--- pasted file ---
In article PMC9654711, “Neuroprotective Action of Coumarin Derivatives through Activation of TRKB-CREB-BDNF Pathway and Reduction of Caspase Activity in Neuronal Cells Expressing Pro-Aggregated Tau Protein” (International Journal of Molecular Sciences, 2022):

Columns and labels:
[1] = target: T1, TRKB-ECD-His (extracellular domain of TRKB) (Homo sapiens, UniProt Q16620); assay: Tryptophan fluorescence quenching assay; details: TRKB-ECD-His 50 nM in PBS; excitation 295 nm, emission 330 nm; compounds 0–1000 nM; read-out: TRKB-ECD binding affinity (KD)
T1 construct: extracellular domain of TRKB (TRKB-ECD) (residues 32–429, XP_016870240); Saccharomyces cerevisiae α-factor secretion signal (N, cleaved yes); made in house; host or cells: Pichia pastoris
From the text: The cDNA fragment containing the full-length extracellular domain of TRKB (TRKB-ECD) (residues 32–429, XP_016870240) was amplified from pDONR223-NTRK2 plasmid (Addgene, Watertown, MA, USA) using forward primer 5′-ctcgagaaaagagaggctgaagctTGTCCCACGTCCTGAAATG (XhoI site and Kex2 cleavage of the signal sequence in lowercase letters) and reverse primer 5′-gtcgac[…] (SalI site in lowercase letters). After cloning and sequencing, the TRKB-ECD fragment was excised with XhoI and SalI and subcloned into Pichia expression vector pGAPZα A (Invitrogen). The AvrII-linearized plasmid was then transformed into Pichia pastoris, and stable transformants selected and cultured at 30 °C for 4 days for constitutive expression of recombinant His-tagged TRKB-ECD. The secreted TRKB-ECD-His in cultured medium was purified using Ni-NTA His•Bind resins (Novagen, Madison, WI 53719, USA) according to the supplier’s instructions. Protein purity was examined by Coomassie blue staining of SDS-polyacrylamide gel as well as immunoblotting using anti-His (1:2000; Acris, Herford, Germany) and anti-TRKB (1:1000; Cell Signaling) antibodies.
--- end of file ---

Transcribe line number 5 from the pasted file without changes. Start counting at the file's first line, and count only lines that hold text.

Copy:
From the text: The cDNA fragment containing the full-length extracellular domain of TRKB (TRKB-ECD) (residues 32–429, XP_016870240) was amplified from pDONR223-NTRK2 plasmid (Addgene, Watertown, MA, USA) using forward primer 5′-ctcgagaaaagagaggctgaagctTGTCCCACGTCCTGAAATG (XhoI site and Kex2 cleavage of the signal sequence in lowercase letters) and reverse primer 5′-gtcgac[…] (SalI site in lowercase letters). After cloning and sequencing, the TRKB-ECD fragment was excised with XhoI and SalI and subcloned into Pichia expression vector pGAPZα A (Invitrogen). The AvrII-linearized plasmid was then transformed into Pichia pastoris, and stable transformants selected and cultured at 30 °C for 4 days for constitutive expression of recombinant His-tagged TRKB-ECD. The secreted TRKB-ECD-His in cultured medium was purified using Ni-NTA His•Bind resins (Novagen, Madison, WI 53719, USA) according to the supplier’s instructions. Protein purity was examined by Coomassie blue staining of SDS-polyacrylamide gel as well as immunoblotting using anti-His (1:2000; Acris, Herford, Germany) and anti-TRKB (1:1000; Cell Signaling) antibodies.